Marjan: I will start at the beginning. So, I got hired on June 1st, which was actually quite late for the preparation season so I had to learn very quickly what “Project 26” was all about, and what the new development format consisted of...it took me quite a while to learn all the moving parts but I think I am getting better and better at understanding of the entire project. I definitely learn when I am on the ground you know from the athletes, coaches, program directors and so forth, but also the valuable thing is I read about the background, the support fundamentals, the budget, programming, and just the philosophy of the Development Team. The first project was at Mount Hood. I went there to learn from Sasha because it was his project. When I heard that he was going to have it there I wanted to invite as many girls from the Development Team as I could, though many of the athletes had already committed to the other projects in South America, New Zealand, and Europe. I was able to start working with three Development Team women, and a couple athletes I invited from different U.S. club programs. While I was there, I think I learned a lot about the whole philosophy by meeting the directors, coaches, regional staff, and regional directors. In that sense, that camp was a huge learning curve for me. The project was really fun. We worked hard. There was a lot of work on basic fundamentals from day one to the very last day, so it was a fun project to be involved with and I hope the athletes also liked it and learned a lot.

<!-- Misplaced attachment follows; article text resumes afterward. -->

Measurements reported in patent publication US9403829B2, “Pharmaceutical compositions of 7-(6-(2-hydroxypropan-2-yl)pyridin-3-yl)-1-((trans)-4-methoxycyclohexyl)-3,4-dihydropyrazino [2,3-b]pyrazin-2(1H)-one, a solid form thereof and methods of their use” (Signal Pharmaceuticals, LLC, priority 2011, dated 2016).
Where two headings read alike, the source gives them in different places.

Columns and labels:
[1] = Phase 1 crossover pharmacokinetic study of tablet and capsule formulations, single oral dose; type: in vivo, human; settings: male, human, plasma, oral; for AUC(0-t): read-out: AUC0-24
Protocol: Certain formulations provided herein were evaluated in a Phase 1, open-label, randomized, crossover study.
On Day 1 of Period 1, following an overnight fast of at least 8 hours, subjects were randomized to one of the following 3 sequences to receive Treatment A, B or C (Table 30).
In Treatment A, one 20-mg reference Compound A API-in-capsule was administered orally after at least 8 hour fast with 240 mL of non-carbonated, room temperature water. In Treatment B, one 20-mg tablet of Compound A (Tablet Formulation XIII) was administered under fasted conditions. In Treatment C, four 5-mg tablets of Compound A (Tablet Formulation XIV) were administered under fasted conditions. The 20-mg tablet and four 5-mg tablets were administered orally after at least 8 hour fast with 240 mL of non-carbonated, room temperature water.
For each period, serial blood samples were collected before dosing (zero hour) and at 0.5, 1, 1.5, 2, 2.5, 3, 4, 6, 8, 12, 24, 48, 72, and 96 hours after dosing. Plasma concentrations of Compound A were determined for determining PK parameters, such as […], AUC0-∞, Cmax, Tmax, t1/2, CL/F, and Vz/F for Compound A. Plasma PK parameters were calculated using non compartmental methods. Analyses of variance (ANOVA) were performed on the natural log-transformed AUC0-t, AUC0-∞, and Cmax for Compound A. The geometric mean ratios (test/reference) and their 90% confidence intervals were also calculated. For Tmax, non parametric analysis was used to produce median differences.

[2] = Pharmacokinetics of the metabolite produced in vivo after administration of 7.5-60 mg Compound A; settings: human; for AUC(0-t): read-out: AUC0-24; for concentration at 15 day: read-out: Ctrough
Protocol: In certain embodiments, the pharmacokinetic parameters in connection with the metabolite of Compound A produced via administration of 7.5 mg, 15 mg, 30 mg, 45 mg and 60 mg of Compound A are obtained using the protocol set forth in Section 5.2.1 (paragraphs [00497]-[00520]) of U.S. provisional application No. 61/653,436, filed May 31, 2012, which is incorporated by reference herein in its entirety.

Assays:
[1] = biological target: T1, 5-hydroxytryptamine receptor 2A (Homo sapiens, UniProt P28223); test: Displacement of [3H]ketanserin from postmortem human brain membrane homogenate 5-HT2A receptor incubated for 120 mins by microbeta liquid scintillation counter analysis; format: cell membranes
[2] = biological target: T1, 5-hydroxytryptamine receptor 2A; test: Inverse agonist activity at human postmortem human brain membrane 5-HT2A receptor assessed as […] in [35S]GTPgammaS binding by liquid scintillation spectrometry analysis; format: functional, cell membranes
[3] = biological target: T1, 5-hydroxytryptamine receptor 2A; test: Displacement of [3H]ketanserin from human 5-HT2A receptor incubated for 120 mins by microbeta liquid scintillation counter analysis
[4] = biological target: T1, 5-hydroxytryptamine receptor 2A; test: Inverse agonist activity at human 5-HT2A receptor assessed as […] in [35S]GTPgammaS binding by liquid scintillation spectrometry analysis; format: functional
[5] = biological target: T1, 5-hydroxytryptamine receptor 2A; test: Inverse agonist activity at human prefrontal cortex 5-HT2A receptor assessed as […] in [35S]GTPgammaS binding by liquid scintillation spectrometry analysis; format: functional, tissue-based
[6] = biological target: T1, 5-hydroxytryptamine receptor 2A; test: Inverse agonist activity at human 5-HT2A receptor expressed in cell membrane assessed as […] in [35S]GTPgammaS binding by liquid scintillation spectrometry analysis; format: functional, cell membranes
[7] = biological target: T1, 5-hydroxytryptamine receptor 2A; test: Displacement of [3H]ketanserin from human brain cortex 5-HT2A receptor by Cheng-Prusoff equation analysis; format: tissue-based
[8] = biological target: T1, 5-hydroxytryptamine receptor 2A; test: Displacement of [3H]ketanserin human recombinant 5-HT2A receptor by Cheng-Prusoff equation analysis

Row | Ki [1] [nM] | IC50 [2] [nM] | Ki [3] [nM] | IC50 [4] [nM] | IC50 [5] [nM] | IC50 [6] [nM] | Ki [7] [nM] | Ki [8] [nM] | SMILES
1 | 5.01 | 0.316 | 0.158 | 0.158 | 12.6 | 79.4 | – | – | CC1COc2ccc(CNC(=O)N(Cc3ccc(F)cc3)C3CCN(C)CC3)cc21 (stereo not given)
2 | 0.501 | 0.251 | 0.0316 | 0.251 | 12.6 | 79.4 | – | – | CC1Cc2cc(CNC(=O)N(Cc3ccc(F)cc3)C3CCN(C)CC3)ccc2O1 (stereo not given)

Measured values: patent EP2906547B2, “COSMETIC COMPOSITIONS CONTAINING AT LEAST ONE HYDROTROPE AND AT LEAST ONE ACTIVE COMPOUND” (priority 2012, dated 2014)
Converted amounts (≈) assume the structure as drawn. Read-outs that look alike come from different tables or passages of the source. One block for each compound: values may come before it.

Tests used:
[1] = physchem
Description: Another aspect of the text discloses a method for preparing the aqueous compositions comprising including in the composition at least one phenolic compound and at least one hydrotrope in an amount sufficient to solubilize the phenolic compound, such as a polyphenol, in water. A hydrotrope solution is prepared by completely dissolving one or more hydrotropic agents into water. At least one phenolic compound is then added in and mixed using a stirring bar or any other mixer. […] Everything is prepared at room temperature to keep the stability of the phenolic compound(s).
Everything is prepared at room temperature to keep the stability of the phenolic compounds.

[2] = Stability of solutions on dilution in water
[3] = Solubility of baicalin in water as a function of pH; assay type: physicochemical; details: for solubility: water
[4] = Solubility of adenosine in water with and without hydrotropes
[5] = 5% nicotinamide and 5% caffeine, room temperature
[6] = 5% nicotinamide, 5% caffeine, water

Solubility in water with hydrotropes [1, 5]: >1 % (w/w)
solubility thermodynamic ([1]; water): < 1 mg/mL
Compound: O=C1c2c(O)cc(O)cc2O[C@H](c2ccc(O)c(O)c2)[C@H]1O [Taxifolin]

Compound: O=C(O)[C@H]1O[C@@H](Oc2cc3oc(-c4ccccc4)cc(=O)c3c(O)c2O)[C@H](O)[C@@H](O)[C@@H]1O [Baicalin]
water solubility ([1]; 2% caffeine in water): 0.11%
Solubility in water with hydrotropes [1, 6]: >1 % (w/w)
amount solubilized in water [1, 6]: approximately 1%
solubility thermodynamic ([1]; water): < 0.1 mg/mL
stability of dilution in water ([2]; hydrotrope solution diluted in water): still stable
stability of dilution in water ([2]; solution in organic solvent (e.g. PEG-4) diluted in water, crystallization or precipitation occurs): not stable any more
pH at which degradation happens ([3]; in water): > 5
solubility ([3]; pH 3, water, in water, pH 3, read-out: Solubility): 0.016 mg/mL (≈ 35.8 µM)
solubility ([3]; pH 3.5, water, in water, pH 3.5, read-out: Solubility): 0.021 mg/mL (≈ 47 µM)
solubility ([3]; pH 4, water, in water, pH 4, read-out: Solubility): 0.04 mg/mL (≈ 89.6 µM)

Megan: Can you give me a sense of how that camp went and then how the crew is doing at this Saas-Fee camp?

Marjan: The second project, in Saas-Fee, is my first standalone project. I invited two club coaches here with me is Shaun Goodwin from Vail - who is Nicola Rountree Williams’ personal coach - and Brett Jacobson, Head Women’s U19 FIS Coach at Sugarbowl Academy. Additionally, we are sharing an athletic trainer from Sugarbowl Academy, Brandy Barna (who is the High Performance Coordinator, Asst. Athletic Trainer and U19 Women’s Asst. Coach). She is a shared resource with Magnus Andersson’s group - the B and C Teams - and that’s been outstanding for the girls. She is really really good,  so it’s a really positive set up we have here.

Megan: How has your progression has been in terms of training days at Saas-Fee?

Marjan: The Saas-Fee project kind of encompasses everything- you know, the strategies the Development Team is about. It provides added exposure; we have a really high-quality training menu. It emphasizes the fundamental skills of giant slalom and slalom. As an added benefit, we were able to secure four days of super-G as well. We can hardly believe ourselves here on the ground. There are numerous world cup teams up here, and it’s a great environment. The Swedes, Slovenians, and Swiss are here and there are national teams more coming.

Megan: That’s great. So what have your training blocks looked like?